We use cookies to improve your experience and optimize user-friendliness. Read our cookie policy for more information on the cookies we use and how to delete or block them. To continue browsing our site, please click accept.

Charitable Planning

With the holidays quickly approaching, gifts are on the top of people’s minds. With the end of the year rapidly following, holiday gifts are not the only gifts people are concerned with. With the possible reduction of future income tax rates, the acceleration of income tax benefits for charitable deductions before year-end are on people’s minds as well. Philanthropy not only gives you great personal satisfaction, it can also give you a current income tax deduction, let you avoid capital gains tax and reduce the amount of future taxes your estate may owe when you pass away.

Under the Tax Cuts and Jobs Act (TCJA), charitable contributions will continue to be deductible for income tax purposes and the limit on an individual’s contributions of cash to charitable organizations has increased from 50% to 60% of the donor’s Adjusted Gross Income.  On the other hand, the standard deduction has increased from $6,350 to $12,000 for single filers and from $12,700 to $24,000 for married filing jointly filers. This means taxpayers need to consider this change in order to receive a tax benefit for yearly charitable contributions – total itemized deductions, including charitable contributions, must exceed the standard deduction.

Following are two charitable planning strategies to overcome the limitation from the increased standard deduction.   The first strategy is for certain individuals who are of the age 70 ½ and currently receive required minimum distributions (RMDs) from their Individual Retirement Account(s) (IRAs) and the other charitable planning strategy is for those individuals who make charitable contributions to various organizations.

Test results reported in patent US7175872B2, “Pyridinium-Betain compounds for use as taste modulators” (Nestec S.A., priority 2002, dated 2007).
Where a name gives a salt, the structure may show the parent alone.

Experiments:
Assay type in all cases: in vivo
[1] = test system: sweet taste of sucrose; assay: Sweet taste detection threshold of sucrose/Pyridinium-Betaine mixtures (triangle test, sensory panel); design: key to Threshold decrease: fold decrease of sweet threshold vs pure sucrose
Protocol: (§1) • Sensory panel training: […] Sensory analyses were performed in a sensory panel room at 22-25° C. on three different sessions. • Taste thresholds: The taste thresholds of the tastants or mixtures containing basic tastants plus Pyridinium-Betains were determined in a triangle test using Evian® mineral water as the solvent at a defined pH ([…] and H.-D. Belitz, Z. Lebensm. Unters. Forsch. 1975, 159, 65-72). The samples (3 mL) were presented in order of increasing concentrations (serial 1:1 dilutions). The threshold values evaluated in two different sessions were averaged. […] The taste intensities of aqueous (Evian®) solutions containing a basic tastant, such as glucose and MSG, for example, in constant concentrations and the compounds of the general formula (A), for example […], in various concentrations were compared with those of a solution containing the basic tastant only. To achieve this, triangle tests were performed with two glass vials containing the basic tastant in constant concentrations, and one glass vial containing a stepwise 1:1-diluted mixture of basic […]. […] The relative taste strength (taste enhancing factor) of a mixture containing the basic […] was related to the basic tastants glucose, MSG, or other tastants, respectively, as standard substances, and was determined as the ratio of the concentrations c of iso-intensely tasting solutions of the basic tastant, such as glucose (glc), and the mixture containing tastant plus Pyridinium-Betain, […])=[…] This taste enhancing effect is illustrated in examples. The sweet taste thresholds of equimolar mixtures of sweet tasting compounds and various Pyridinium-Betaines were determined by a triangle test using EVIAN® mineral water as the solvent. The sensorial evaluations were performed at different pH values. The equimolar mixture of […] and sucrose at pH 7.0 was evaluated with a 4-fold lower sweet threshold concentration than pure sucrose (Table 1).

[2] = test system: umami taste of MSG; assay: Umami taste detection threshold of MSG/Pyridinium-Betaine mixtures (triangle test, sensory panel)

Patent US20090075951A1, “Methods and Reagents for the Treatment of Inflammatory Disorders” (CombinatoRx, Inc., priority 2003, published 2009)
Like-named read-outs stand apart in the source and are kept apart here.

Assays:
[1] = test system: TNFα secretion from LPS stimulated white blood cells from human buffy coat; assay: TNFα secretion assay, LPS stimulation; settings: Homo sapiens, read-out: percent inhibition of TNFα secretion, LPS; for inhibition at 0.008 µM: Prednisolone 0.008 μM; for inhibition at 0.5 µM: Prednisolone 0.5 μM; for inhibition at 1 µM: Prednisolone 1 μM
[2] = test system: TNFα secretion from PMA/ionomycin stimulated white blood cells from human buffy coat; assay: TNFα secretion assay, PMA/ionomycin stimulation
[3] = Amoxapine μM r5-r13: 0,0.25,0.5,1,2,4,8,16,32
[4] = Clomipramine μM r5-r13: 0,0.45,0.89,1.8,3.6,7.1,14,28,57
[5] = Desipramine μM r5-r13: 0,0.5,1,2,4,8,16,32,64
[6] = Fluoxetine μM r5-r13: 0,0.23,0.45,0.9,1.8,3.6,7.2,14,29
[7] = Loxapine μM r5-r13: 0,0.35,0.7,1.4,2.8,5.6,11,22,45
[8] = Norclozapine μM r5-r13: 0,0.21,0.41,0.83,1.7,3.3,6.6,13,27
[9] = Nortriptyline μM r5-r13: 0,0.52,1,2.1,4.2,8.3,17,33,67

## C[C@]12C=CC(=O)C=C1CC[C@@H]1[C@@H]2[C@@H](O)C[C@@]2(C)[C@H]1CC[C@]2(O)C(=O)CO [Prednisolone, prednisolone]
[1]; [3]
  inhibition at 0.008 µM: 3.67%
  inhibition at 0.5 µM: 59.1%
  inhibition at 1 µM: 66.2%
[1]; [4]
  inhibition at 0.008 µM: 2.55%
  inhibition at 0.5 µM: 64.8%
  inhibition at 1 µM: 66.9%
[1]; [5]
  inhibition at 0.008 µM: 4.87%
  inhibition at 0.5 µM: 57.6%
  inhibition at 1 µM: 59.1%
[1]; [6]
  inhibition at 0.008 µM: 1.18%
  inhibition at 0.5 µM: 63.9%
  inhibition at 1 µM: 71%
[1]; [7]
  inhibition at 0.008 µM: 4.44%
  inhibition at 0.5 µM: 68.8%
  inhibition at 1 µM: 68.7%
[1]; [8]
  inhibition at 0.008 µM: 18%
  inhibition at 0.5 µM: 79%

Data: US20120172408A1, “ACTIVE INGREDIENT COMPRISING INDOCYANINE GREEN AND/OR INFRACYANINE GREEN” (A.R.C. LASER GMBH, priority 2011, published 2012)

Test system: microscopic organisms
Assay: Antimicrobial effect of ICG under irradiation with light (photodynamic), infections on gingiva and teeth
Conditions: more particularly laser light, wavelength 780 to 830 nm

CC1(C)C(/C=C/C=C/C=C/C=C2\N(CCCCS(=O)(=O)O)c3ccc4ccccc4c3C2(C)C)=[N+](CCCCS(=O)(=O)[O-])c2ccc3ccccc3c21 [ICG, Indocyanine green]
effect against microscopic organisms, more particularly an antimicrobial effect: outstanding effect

1. Qualified Charitable Distribution (QCD):

A QCD allows individuals who are over the age of 70 ½ to distribute money directly from an IRA to a qualified charity. A QCD satisfies an individual’s RMD and the distribution is excluded from a taxpayer’s adjusted gross income. This reduces an individual’s taxable income for income tax and Medicare premium purposes. The total annual QCDs from all IRAs cannot exceed $100,000 for any taxpayer, while a taxpayer’s spouse can make an additional QCD up to $100,000. One consideration of QCDs is that while QCDs are nontaxable at the federal level, the QCD may be taxable for state tax purposes. In addition, bear in mind that QCDs must come from IRAs and are not allowed from employer provided retirement plans, for example 401(k) plans.

2. Donor Advised Fund (DAF):

Another strategy taxpayers can utilize is to bunch all of their charitable contributions into one tax year in order to exceed the standard deduction. One vehicle that can accomplish this objective is a DAF. A DAF allows donors to receive an immediate tax deduction for the full value of assets donated to the DAF. The assets in the DAF grow tax-free and can then be subsequently gifted to one or several charities based on the preferred timetable of the donor. DAFs can also be used as complimentary vehicles for charitable trusts, private foundations and other charitable-giving vehicles.

How Can We Help?

For more details on charitable planning, or other year-end tax planning opportunities, please contact your Withum Tax Advisor or fill out the form below and we’ll respond to you shortly.

Previous Post
Next Post
Article Sidebar Logo Stay Informed with Withum Subscribe
X

Get news updates and event information from Withum

Subscribe